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Cloud Conversations

David Donnell writes:

My initial thought was that there was a climate-related "cloud conversation" that the French were oppposing — Michele Kelemen, "Paris Attacks Cloud Conversation At Summit Of World Powers", NPR 11/15/2015.


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Pronouncing "Daesh"

In the comments on yesterday's post, the question arose about how the  Arabic-based acronym "Daesh" (from al-Dawla al-Islamiya fi al-Iraq wa al-Sham, "the islamic state of Iraq and the Levant", maybe better rendered as "Da’ish") would be pronounced in English.

We now know what Barack Obama's choice is — [dæʃ], as in "dash":

Turkey's been a strong partner with the United States and other members of the coalition in going after uh the activities of ISIL or Daesh uh both in Syria and Iraq
 uh to help to fortify the borders between Syria and Turkey that uh allowed Daesh to operate
and to eliminate uh Daesh as uh a force that can create uh so much pain and suffering

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The city of Seoul, South Korea, has a new slogan.  This is what it looks like:

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According to Merriam-Webster, a weasel is

: a small animal that has a thin body and brown fur and that eats small birds and other animals
: a dishonest person who cannot be trusted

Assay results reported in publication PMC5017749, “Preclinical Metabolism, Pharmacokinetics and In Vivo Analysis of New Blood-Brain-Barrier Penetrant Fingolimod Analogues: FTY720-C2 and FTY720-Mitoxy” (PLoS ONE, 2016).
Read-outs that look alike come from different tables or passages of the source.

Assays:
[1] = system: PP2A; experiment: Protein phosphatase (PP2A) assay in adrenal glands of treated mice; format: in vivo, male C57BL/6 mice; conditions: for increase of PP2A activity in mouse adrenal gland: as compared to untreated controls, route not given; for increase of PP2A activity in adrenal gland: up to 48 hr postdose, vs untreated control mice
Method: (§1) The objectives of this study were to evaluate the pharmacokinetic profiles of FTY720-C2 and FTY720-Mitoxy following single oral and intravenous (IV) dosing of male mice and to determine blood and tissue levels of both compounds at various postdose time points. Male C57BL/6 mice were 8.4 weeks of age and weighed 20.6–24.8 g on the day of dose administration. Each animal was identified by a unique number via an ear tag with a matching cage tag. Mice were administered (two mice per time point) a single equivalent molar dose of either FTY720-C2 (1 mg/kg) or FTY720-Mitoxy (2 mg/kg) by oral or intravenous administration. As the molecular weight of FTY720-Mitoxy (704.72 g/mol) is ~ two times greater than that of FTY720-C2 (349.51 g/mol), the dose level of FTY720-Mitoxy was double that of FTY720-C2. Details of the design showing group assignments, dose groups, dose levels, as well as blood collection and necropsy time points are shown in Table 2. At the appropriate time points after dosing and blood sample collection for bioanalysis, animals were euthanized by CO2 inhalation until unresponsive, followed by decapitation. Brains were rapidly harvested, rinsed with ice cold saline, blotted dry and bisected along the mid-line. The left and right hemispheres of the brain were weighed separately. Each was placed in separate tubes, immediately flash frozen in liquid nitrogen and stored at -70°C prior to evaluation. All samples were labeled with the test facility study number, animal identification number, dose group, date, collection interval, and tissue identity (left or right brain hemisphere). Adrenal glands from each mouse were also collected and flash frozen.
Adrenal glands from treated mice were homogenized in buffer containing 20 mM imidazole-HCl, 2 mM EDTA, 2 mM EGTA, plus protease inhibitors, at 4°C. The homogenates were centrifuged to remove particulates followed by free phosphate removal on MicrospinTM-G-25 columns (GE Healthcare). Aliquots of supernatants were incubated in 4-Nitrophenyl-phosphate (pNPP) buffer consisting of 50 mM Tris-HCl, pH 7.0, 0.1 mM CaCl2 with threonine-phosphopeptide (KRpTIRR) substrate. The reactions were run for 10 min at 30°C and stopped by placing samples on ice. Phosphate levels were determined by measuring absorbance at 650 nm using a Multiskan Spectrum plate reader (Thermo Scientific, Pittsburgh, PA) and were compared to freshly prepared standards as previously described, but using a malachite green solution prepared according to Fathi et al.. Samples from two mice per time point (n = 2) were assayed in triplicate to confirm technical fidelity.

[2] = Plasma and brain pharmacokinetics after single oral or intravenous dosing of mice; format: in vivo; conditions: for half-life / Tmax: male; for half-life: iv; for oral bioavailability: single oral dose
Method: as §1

It's the second sense — and the alliteration with winner — that leads a local sports talk radio show to offer "winner of the week and weasel of the week" pseudo-awards. The  Watcher of Weasels web site similarly has a "weasel of the week" award:

Every Tuesday, the Council nominates some of the slimiest, most despicable characters in public life for some deed of evil, cowardice or corruption they’ve performed. Then we vote to single out one particular Weasel for special mention, to whom we award the statuette of shame, our special, 100% plastic Golden Weasel.

But a couple of days ago, I saw something in the Daily Pennsylvanian that made me wonder whether there's some semantic bleaching going on, washing out the implications of dishonesty, evil, cowardice, and corruption, and thereby leaving weasel as nothing more than mildly derogatory epithet.

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C'est la vie ~

Chris P sent in the following emojis from WeChat:

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Bakugai ("explosive buying"): Japanese word of the year nominee

The tension is building.  On Tuesday, December 1, the Japanese Word of the Year for 2015 ( will be chosen from among a list of 50 nominees.  It's a good group, with each of the nominees having intrinsic character and worthy credentials.  In this post, however, the focus is on just one of the more interesting candidates:  bakugai 爆買い ("explosive buying").